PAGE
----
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Editorial: Nawroz celebration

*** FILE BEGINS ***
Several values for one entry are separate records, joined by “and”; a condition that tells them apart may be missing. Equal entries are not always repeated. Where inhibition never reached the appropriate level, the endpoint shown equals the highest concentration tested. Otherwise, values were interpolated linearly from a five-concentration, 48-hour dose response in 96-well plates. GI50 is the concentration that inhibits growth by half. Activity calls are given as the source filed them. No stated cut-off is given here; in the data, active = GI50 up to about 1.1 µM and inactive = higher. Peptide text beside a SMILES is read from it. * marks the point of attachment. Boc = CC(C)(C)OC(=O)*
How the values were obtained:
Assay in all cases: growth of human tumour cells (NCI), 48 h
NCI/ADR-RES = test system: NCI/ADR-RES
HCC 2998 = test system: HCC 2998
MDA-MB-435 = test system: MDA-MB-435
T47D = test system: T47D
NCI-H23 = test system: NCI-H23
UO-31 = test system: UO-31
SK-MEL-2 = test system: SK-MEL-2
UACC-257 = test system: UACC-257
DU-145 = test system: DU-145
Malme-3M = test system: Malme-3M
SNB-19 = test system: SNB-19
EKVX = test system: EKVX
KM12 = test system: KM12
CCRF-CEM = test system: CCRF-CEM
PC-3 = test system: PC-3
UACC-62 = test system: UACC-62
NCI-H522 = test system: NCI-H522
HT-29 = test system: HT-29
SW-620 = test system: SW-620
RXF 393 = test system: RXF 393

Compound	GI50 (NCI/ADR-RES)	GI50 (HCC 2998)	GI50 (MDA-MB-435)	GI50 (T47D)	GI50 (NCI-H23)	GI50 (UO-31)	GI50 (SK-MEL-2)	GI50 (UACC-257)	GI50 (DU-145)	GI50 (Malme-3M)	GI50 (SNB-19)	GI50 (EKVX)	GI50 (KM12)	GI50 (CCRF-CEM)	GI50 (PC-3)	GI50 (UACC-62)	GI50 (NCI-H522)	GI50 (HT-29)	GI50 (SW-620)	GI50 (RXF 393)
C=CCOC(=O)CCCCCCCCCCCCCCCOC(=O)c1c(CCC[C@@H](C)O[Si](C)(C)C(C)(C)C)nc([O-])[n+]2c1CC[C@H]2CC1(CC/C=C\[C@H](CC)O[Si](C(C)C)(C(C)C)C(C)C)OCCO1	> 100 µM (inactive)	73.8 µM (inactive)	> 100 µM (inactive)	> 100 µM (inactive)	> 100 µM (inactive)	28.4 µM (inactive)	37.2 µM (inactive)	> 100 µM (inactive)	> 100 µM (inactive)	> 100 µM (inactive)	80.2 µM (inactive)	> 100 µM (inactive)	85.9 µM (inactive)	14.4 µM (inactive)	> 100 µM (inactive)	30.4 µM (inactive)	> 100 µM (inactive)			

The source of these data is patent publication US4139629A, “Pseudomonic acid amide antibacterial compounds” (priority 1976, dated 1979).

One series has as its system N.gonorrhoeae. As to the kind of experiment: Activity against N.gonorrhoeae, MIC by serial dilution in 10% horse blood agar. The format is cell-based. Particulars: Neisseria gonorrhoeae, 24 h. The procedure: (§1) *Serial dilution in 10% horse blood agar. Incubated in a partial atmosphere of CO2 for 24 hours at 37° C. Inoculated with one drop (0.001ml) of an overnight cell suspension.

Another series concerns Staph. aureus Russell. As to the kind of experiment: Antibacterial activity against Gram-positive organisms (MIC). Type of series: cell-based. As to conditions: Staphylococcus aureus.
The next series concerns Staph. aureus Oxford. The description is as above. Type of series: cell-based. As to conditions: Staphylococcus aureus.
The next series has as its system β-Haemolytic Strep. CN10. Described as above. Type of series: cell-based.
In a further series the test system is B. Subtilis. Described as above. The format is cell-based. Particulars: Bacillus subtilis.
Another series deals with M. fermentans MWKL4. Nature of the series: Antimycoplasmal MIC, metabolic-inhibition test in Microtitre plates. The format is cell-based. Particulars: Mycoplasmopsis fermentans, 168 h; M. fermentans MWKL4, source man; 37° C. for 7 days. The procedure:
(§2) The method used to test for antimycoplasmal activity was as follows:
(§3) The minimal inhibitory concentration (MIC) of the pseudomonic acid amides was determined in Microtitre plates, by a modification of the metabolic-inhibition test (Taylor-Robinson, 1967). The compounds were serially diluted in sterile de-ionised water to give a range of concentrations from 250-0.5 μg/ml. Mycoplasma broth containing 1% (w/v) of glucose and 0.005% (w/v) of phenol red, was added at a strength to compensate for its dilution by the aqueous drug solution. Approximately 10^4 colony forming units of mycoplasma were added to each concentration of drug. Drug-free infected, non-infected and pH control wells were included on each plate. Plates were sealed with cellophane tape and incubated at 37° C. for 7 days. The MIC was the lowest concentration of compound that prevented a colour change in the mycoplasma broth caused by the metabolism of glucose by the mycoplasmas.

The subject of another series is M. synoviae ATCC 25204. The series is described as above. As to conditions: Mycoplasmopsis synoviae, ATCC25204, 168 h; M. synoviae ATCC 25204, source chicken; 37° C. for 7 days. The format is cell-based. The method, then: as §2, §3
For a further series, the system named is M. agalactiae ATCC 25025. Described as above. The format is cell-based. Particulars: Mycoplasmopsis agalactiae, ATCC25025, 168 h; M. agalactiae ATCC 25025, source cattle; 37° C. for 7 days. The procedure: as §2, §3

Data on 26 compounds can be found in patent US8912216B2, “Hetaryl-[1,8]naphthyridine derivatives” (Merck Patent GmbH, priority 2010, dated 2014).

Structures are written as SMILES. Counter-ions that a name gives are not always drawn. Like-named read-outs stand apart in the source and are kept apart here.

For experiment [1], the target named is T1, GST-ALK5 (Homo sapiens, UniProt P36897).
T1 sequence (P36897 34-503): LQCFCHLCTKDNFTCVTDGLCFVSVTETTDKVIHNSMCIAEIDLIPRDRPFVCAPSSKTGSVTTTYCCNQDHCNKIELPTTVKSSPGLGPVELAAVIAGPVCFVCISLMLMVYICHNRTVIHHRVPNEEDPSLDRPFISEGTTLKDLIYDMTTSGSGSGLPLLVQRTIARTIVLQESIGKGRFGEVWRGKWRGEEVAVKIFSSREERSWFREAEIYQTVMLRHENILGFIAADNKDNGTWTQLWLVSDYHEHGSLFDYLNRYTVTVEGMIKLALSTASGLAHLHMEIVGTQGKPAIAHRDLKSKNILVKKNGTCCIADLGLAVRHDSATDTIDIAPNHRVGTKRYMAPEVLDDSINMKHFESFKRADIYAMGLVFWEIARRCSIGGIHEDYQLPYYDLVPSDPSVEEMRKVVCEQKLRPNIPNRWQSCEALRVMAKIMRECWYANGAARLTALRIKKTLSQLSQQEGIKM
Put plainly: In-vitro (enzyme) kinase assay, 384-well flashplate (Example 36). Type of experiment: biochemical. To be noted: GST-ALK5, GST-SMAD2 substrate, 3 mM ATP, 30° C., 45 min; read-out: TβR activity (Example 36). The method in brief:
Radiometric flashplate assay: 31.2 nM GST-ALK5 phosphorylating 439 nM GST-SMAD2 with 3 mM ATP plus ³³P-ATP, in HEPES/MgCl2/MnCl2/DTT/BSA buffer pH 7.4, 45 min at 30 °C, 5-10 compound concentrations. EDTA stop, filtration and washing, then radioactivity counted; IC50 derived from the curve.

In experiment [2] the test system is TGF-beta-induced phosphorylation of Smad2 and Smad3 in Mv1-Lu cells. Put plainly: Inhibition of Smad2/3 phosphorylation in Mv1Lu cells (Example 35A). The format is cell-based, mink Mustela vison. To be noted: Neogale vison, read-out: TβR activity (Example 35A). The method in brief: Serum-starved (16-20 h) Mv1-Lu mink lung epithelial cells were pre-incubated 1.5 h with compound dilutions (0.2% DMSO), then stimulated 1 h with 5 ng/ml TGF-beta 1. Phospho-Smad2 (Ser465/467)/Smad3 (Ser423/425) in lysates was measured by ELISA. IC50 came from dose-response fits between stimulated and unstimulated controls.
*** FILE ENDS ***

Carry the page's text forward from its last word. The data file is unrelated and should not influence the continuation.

The first day of the New Year in Afghanistan is called Nawroz. It begins on the spring equinox, and is being celebrated worldwide by various ethno-linguistic groups. The first day of our month is “Hamal”. Nawroz is a rite dating back to at least the 6th centuries BC. This historic rite is observed on 21 March in many countries, including Afghanistan, Azerbaijan, India, Iran, Iraq, Kyrgyzstan, Kazakhstan, Pakistan, Tajikistan, Turkey, Turkmenistan and Uzbekistan. Given the theme of honoring nature, giving thanks and renewal, the celebrations have a lot to do with symbolic gestures of love, reunion, kinship and a joyful reminder to all of us. People do everything to make a delicious “Haft” means the number of seven in Farsi and stands for the letter “S”. The haft-seen is a table-scope arrangement of seven symbolic items all starting with the letter S. Traditionally the youngest members of the family receive gifts, usually in the form of fresh bills of money in envelopes. Like many other cultures, the celebrations are centered on delicious food. And of course Afghani foods are unique and flavorsome. The UN also marked 21 March as International Nowruz Day. It won’t be wrong to say that this day is a celebration of spring and the connection between humans and nature. Moreover, in 2016, it was added to UNESCO’s Representative List of Intangible Cultural Heritage of Humanity, recognizing a celebration that’s withstood, quite and remarkably. Nowroz celebration was banned under the Taliban regime, who considered it a pagan festival, but many families were still celebrated in private. The celebration was put back on truck after the collapse of the Taliban regime. Afghans not only celebrate this day but also thousands of Afghans head to Mazar-i-Sharif, the capital city of Balkh province to visit the Shrine of “Hazart Ali” and celebrate it in a very unique way. People also attend the Guli Surkh festival, Nowroz’s main event, it commemorates the first 40 days of the year, when the green plains are awash with red tulips. The core reason behind Nawroz celebration is to kick start new year and forget about the past. But in a country like Afghanistan, we can’t forget the past as everyday there is a turmoil and bad news. The civilians are keep getting killed. But we are not pathetic soul. We try to forget our miseries as Nawroz is a great pretext to forget the bloody past. Lingering on in the past, will disconnect ourselves form present and miss out the exciting and beautiful things that are happening around. But it also applies to the Afghan government and the Taliban. They should also forget about the past and come up to the fore with a peaceful solution to the Afghan conflict and let the Afghan people to live a peaceful life and return our civilization back.

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